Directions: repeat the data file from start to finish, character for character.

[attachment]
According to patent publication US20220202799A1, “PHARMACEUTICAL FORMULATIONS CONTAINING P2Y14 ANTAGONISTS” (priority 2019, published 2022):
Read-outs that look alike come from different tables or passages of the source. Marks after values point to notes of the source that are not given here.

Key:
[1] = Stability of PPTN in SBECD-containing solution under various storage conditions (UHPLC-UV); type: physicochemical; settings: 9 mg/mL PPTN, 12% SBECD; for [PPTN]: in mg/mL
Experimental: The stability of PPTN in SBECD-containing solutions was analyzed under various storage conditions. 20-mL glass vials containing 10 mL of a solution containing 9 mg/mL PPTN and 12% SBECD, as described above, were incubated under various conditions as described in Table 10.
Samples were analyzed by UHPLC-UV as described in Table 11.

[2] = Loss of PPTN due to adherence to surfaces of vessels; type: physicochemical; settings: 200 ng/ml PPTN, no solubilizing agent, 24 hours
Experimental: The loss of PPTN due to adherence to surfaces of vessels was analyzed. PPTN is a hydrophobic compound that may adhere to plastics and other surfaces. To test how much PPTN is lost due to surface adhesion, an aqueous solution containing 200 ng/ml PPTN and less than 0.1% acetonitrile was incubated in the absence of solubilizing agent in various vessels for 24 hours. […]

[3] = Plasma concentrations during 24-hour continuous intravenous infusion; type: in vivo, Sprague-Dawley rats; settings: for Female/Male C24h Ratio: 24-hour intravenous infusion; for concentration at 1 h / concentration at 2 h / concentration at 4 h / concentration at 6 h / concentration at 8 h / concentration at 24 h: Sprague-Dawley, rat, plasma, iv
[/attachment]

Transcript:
According to patent publication US20220202799A1, “PHARMACEUTICAL FORMULATIONS CONTAINING P2Y14 ANTAGONISTS” (priority 2019, published 2022):
Read-outs that look alike come from different tables or passages of the source. Marks after values point to notes of the source that are not given here.

Key:
[1] = Stability of PPTN in SBECD-containing solution under various storage conditions (UHPLC-UV); type: physicochemical; settings: 9 mg/mL PPTN, 12% SBECD; for [PPTN]: in mg/mL
Experimental: The stability of PPTN in SBECD-containing solutions was analyzed under various storage conditions. 20-mL glass vials containing 10 mL of a solution containing 9 mg/mL PPTN and 12% SBECD, as described above, were incubated under various conditions as described in Table 10.
Samples were analyzed by UHPLC-UV as described in Table 11.

[2] = Loss of PPTN due to adherence to surfaces of vessels; type: physicochemical; settings: 200 ng/ml PPTN, no solubilizing agent, 24 hours
Experimental: The loss of PPTN due to adherence to surfaces of vessels was analyzed. PPTN is a hydrophobic compound that may adhere to plastics and other surfaces. To test how much PPTN is lost due to surface adhesion, an aqueous solution containing 200 ng/ml PPTN and less than 0.1% acetonitrile was incubated in the absence of solubilizing agent in various vessels for 24 hours. […]

[3] = Plasma concentrations during 24-hour continuous intravenous infusion; type: in vivo, Sprague-Dawley rats; settings: for Female/Male C24h Ratio: 24-hour intravenous infusion; for concentration at 1 h / concentration at 2 h / concentration at 4 h / concentration at 6 h / concentration at 8 h / concentration at 24 h: Sprague-Dawley, rat, plasma, iv